Questioning the usual judgements of political ethics, Ruth W. Grant argues that hypocrisy can actually be constructive while strictly principled behavior can be destructive. Hypocrisy and Integrity offers a new conceptual framework that clarifies the differences between idealism and fanaticism while it uncovers the moral limits of compromise. "Exciting and provocative. . . . Grant's work is to be highly recommended, offering a fresh reading of Rousseau and Machiavelli as well as presenting a penetrating analysis of hypocrisy and integrity."-Ronald J. Terchek, American Political Science Review "A great refreshment. . . . With liberalism's best interests at heart, Grant seeks to make available a better understanding of the limits of reason in politics."-Peter Berkowitz, New Republic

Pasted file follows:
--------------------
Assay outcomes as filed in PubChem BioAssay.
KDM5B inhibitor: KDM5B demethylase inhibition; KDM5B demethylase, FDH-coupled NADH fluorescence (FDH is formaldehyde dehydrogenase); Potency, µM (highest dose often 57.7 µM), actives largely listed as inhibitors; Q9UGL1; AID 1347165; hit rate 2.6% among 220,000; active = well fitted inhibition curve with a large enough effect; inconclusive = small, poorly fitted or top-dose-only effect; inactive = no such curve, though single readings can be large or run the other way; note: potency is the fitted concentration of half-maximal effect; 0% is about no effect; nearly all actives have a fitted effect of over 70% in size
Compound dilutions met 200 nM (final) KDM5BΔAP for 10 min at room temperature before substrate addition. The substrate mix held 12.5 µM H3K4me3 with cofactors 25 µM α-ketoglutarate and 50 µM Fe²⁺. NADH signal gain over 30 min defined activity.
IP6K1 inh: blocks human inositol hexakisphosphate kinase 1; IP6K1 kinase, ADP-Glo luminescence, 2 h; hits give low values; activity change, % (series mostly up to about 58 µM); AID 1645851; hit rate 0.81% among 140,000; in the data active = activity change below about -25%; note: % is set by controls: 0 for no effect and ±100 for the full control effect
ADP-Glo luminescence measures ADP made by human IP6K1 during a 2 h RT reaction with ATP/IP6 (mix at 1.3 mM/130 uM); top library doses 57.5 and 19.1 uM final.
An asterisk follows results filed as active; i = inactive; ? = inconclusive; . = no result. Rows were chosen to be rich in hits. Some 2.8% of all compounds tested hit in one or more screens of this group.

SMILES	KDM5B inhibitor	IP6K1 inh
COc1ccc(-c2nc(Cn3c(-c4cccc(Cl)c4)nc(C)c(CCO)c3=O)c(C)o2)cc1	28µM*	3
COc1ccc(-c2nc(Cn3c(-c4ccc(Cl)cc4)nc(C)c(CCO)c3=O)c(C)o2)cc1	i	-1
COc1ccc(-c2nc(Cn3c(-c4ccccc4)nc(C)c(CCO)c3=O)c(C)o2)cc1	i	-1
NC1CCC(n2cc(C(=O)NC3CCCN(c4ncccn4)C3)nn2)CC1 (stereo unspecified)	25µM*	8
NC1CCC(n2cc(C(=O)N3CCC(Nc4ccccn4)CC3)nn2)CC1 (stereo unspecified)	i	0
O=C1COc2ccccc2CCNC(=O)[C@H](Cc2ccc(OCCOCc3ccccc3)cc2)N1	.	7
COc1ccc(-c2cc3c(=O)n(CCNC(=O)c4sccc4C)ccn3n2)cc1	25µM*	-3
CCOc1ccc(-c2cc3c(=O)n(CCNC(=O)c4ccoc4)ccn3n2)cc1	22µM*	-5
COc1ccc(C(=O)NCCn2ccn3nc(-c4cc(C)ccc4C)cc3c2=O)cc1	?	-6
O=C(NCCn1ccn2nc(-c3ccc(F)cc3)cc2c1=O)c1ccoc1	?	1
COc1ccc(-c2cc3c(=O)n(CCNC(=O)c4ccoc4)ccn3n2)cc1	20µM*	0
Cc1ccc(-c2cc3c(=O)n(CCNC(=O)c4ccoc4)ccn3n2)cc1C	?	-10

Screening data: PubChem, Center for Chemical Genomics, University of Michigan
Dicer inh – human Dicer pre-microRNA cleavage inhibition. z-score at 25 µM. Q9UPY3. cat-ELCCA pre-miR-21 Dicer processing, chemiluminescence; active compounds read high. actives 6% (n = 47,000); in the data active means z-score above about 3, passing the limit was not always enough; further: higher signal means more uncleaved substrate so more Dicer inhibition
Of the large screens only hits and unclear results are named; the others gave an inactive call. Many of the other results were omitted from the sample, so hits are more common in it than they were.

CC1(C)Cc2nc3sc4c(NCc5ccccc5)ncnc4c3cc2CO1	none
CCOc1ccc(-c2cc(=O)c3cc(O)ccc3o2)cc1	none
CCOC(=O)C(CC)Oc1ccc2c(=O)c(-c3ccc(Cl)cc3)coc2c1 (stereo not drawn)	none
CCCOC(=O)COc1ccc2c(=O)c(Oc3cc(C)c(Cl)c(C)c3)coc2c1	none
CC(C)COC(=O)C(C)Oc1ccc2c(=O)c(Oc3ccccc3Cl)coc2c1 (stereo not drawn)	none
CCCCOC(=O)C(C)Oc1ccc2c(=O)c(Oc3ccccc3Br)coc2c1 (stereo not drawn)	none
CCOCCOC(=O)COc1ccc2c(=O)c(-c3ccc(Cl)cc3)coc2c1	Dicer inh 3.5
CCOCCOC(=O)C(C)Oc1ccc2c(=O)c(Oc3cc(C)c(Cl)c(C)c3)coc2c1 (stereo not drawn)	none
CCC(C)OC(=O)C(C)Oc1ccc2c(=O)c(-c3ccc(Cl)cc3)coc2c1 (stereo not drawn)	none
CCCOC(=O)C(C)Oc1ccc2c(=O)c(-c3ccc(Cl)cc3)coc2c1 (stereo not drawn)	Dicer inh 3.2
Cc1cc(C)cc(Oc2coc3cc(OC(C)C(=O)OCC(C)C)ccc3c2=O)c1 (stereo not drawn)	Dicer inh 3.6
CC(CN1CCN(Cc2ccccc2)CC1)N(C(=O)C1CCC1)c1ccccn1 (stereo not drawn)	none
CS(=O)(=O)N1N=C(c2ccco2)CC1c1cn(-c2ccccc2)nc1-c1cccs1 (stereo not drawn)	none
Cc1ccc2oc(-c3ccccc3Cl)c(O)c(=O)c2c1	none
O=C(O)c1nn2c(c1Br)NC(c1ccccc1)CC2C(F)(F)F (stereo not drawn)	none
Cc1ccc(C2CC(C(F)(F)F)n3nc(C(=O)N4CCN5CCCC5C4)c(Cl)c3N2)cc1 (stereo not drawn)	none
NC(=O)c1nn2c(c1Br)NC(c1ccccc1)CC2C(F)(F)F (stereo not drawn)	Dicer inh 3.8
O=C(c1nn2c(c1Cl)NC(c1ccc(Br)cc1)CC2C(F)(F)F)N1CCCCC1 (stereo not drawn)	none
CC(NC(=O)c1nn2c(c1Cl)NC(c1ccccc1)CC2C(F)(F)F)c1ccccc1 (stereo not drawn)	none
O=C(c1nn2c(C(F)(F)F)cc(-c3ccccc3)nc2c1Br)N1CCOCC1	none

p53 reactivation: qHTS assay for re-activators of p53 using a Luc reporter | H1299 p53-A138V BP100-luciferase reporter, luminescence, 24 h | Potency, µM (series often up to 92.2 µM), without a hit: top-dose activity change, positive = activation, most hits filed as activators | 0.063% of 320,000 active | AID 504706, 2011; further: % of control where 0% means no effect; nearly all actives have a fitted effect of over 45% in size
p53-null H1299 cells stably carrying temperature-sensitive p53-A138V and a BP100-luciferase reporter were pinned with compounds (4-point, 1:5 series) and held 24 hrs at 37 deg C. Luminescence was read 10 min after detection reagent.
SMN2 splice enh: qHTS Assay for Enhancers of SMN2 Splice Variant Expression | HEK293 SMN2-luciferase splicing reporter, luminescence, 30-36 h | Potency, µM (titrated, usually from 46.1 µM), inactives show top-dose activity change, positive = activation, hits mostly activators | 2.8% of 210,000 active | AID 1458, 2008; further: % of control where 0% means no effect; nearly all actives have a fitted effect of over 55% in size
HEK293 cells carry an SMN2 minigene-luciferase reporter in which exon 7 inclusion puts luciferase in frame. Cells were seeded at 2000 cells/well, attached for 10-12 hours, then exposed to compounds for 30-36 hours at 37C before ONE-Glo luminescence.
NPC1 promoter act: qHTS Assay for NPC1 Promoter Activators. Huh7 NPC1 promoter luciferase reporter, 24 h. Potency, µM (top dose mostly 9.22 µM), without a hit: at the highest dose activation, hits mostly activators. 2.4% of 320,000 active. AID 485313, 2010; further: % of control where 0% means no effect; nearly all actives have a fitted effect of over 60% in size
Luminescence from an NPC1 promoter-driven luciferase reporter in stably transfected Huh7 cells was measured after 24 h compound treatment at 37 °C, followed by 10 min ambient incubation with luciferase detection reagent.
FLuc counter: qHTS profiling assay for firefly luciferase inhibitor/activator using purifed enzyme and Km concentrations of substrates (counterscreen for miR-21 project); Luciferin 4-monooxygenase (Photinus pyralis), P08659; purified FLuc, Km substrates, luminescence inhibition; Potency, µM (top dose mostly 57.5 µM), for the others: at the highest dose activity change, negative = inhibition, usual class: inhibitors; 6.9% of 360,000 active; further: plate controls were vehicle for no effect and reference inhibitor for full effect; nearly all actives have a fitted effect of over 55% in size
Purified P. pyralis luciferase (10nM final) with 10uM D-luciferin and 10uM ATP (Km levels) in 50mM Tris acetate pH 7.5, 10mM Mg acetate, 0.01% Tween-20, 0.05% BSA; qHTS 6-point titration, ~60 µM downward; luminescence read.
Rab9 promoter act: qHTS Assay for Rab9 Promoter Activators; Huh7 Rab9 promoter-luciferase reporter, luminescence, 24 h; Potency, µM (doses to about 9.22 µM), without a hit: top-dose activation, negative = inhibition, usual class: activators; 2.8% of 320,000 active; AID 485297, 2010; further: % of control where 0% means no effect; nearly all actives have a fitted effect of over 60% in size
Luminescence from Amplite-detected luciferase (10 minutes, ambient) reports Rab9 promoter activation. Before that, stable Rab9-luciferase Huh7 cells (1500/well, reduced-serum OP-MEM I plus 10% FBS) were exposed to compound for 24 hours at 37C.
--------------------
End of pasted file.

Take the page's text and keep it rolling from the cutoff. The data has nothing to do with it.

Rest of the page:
Front matter CONTENTS Acknowledgments Abbreviations 1. Introduction 2. Machiavelli and the Case for Hypocrisy 3. Molière, Rousseau, and the Ideal of Integrity 4. Rousseau's Political Ethics 5. Rousseau's Political Ethics 6. Conclusion Works Cited Index
Description based upon print version of record. Includes bibliographical references (p. 182-188) and index.